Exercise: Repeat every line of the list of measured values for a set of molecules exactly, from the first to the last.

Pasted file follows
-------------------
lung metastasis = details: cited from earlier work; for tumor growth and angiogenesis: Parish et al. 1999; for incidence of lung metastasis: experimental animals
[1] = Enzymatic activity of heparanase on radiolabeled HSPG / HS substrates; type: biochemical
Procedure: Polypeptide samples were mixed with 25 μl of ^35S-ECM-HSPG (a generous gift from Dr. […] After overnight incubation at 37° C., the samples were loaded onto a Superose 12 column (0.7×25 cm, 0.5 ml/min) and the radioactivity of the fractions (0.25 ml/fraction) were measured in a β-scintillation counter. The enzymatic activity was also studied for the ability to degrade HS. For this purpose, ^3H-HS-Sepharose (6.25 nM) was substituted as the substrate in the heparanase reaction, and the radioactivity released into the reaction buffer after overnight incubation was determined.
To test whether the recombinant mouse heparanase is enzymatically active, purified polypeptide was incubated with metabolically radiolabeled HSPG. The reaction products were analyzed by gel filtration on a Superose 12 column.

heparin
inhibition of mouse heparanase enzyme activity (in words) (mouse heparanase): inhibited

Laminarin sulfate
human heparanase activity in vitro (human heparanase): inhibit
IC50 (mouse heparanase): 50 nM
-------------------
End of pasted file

lung metastasis = details: cited from earlier work; for tumor growth and angiogenesis: Parish et al. 1999; for incidence of lung metastasis: experimental animals
[1] = Enzymatic activity of heparanase on radiolabeled HSPG / HS substrates; type: biochemical
Procedure: Polypeptide samples were mixed with 25 μl of ^35S-ECM-HSPG (a generous gift from Dr. […] After overnight incubation at 37° C., the samples were loaded onto a Superose 12 column (0.7×25 cm, 0.5 ml/min) and the radioactivity of the fractions (0.25 ml/fraction) were measured in a β-scintillation counter. The enzymatic activity was also studied for the ability to degrade HS. For this purpose, ^3H-HS-Sepharose (6.25 nM) was substituted as the substrate in the heparanase reaction, and the radioactivity released into the reaction buffer after overnight incubation was determined.
To test whether the recombinant mouse heparanase is enzymatically active, purified polypeptide was incubated with metabolically radiolabeled HSPG. The reaction products were analyzed by gel filtration on a Superose 12 column.

heparin
inhibition of mouse heparanase enzyme activity (in words) (mouse heparanase): inhibited

Laminarin sulfate
human heparanase activity in vitro (human heparanase): inhibit
IC50 (mouse heparanase): 50 nM